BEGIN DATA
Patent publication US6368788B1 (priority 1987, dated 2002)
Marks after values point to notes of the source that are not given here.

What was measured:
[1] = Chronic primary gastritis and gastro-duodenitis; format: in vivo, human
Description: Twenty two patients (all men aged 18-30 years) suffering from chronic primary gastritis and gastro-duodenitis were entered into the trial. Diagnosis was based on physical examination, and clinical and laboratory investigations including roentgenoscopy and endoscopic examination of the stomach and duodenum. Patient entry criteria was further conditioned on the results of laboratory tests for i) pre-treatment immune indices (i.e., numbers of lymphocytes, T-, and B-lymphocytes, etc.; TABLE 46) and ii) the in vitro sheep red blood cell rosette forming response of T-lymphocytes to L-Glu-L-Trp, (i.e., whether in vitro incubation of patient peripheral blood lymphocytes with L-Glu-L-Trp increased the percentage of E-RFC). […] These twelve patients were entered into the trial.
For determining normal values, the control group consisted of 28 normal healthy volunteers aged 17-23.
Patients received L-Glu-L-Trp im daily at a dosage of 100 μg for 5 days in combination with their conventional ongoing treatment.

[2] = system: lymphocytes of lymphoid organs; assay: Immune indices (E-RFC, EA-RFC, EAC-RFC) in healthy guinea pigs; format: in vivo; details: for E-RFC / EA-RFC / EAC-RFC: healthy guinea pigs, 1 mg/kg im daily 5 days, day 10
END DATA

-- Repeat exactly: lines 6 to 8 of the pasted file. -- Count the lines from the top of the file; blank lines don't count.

For determining normal values, the control group consisted of 28 normal healthy volunteers aged 17-23.
Patients received L-Glu-L-Trp im daily at a dosage of 100 μg for 5 days in combination with their conventional ongoing treatment.

[2] = system: lymphocytes of lymphoid organs; assay: Immune indices (E-RFC, EA-RFC, EAC-RFC) in healthy guinea pigs; format: in vivo; details: for E-RFC / EA-RFC / EAC-RFC: healthy guinea pigs, 1 mg/kg im daily 5 days, day 10